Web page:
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Rootbook - Rootbook

Grades
2 to 12
1 Favorites 0  Comments
 
Rootbook is a choose your own adventure interactive story reading and writing program. Without signing up, you can read Game Books and add what is called a Bookmark (a branch) ...more
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Rootbook is a choose your own adventure interactive story reading and writing program. Without signing up, you can read Game Books and add what is called a Bookmark (a branch) to the stories. Once registered (requires an email, player name & password), you can create your own stories to save. You can also save the bookmarks you add to other stories. Registering allows you to submit reviews of the interactive stories available on the site. Rootbook says they will soon have filters to monitor inappropriate language. Until then, read stories and branches prior to sharing with young people. Leave a comment if you find anything offensive, and they will remove it.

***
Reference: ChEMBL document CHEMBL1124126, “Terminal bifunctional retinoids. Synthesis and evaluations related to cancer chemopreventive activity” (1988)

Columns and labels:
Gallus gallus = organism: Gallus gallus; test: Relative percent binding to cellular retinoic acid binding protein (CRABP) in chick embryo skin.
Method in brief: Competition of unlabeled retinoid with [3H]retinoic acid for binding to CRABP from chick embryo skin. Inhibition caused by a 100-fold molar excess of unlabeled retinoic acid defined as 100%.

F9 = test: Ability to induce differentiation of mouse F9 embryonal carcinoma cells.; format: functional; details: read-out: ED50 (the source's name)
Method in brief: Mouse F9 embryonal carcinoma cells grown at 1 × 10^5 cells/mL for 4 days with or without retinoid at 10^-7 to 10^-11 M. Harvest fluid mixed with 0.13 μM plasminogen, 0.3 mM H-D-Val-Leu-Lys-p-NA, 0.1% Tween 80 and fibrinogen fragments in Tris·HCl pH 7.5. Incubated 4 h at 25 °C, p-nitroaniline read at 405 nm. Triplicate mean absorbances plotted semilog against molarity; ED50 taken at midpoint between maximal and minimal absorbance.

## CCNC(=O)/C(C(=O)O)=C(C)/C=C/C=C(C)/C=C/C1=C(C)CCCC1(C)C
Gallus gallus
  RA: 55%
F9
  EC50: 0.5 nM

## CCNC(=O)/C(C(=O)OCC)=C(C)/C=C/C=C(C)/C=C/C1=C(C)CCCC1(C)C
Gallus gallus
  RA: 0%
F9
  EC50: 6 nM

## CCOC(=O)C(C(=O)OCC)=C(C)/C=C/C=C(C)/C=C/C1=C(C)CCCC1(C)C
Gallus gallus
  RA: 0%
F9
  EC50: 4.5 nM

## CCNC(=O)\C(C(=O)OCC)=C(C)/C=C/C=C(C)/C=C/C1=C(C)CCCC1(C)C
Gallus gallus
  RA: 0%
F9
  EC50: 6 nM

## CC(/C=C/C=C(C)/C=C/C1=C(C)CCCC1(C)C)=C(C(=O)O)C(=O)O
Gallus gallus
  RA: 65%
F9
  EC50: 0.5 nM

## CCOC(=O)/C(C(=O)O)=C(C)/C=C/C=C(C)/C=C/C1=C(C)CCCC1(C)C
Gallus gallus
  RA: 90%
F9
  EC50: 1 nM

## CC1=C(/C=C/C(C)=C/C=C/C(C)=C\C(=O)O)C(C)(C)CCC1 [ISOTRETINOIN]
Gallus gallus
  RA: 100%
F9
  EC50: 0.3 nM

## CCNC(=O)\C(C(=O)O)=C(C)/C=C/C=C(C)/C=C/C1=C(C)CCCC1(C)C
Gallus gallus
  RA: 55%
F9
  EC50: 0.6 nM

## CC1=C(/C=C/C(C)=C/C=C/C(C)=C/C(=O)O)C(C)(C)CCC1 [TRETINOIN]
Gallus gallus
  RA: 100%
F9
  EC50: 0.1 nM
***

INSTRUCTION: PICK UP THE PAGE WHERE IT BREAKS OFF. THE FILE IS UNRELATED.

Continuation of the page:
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tag(s): creative writing (167), digital storytelling (135), interactive stories (31), narrative (24), writing (355)

In the Classroom

To use Rootbook and save work, students will need an email account. If students cannot have their own email accounts, consider using a "class set" of Gmail sub-accounts, explained here. This will provide anonymous interaction within your class, and you (as the Gmail account holder) will be able to go into each Rootbook account to check progress. Begin by choosing a story and reading it as a class. Give the students scratch paper to create storyboards and have them continue the story. Then collect the papers and have them write their continuation again on someone else's paper. Next, ask students to end the story and switch again, and write their ending on this new paper. Doing this will help younger students understand the "branching" story line. If students are sitting in groups of four, they can just rotate the papers around for this activity. When students want to create their story on Rootbook, be sure to have them upload an image for the cover first and plan the story using a graphic organizer! As subject matter for stories in any curriculum area, tell a science story, such as the life of a butterfly or a history story such as what happened (and could have happened) at the Boston Tea Party.

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